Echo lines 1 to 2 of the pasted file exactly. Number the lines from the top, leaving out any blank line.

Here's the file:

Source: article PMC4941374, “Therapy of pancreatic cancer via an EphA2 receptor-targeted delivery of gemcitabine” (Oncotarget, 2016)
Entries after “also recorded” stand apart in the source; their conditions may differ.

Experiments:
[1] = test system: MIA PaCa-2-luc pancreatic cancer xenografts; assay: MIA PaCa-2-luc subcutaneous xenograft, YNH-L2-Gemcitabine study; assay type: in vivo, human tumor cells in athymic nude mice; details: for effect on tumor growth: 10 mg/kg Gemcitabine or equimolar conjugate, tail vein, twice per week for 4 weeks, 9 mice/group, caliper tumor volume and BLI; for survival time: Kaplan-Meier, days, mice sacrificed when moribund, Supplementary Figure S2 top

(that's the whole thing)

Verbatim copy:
Source: article PMC4941374, “Therapy of pancreatic cancer via an EphA2 receptor-targeted delivery of gemcitabine” (Oncotarget, 2016)
Entries after “also recorded” stand apart in the source; their conditions may differ.